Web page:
The final word on the DAP

THE DISBURSEMENT Acceleration Program (DAP) is dead, now that the Supreme Court has reaffirmed its unconstitutionality.

In particular, the Supreme Court quashed three DAP features, namely: (1) the withdrawal of unobligated allotments from implementing agencies and the declaration of such funds as savings before the end of the year; (2) the cross-border transfer of declared savings from the Executive branch to finance programs or projects of agencies outside the branch; and (3) the use of “unprogrammed funds” without the certification of the national treasurer that actual revenue collections have exceeded revenue targets.

Although the decision has struck a final blow to the DAP, the PNoy administration is unfazed. It accepts the decision, no longer criticizing it and even claiming it is a victory.

In one area, the Supreme Court granted the motion for reconsideration. This relates to the flexibility in augmenting the funding for specific projects, activities and programs that fall under the General Appropriations Act.

But the Executive’s positive attitude mainly stems from a clear statement of the Supreme Court. That is, “The July 1 decision did not result in throwing out the presumption of good faith or outrightly imputing bad faith to the authors, proponents and implementors of the DAP” on the basis of “the doctrine of operative fact.”

The “doctrine of operative fact” means that all acts are legal or valid until the Supreme Court declares them unconstitutional. In fact, all administrations since the time of Corazon Aquino have essentially done such acts. The difference is, during PNoy’s term, such acts were given the name that is DAP.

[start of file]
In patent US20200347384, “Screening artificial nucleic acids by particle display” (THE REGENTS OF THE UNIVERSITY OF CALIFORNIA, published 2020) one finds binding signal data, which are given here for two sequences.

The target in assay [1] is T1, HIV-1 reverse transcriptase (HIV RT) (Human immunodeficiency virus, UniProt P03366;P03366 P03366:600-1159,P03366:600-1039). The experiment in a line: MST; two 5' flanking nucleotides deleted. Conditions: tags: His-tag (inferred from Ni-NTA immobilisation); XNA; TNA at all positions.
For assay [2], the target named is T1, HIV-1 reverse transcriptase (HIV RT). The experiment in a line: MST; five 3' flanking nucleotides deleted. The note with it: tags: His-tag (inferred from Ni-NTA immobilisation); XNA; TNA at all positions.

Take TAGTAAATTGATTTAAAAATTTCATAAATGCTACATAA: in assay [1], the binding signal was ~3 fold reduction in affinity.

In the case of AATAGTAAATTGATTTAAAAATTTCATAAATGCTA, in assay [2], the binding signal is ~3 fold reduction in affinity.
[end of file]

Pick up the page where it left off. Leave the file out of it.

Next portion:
The affirmation or clarification of good faith is the most important consideration for the PNoy administration. It takes away the anxiety and the uncertainty felt by many well-meaning bureaucrats and civil servants, resulting in a slowdown in the implementation of public projects.

The PNoy administration also believes that the final Supreme Court decision on the DAP is a “de facto reversal” of its earlier ruling. With respect to some features that the Supreme Court has invalidated, these infirmities can be address through other means, including the refinement and amendment of legislation.

But what about the Supreme Court’s statement that only “authors,” but not the “proponents and implementors,” can still be held liable in the event that legal action is heard in other tribunals? Doesn’t this remain a threat to the PNoy administration?

The separate opinions of Associate Justices Antonio Carpio and Arturo Brion insist that the President and the Department of Budget and Management (DBM) Secretary cannot invoke good faith.

Take the opinion of Associate Justice Carpio, who is clever in the deployment of words (gobbledygook, to be frank), to justify his point. “Since the President and the DBM Secretary approved and issued NBC (National Budget Circular 541), they are considered the authors of the unconstitutional act. As a consequence, neither the President nor the DBM Secretary can invoke the equitable doctrine of operative fact although they may raise other defenses.”

Unfortunately or perhaps fortunately, Associate Justice Carpio’s opinion rests on an illogical premise: that the ones who approved and issued the circular are the authors. Approval and issuance do not necessarily mean authorship.

Associate Justice Carpio in this instance is slippery. As we and other parties have argued elsewhere, the provenance of the DAP goes as far back as the time of the Corazon Aquino administration. The DAP in different disguises existed a long time ago. Each administration then had its version of the DAP. Mr. Carpio has to dig up the past to find the DAP’s real authors.

At any rate, the Supreme Court has spoken, and the opinions of Justices Carpio and Brion are the minority.

Filomeno S. Sta. Ana III coordinates the Action for Economic Reforms.

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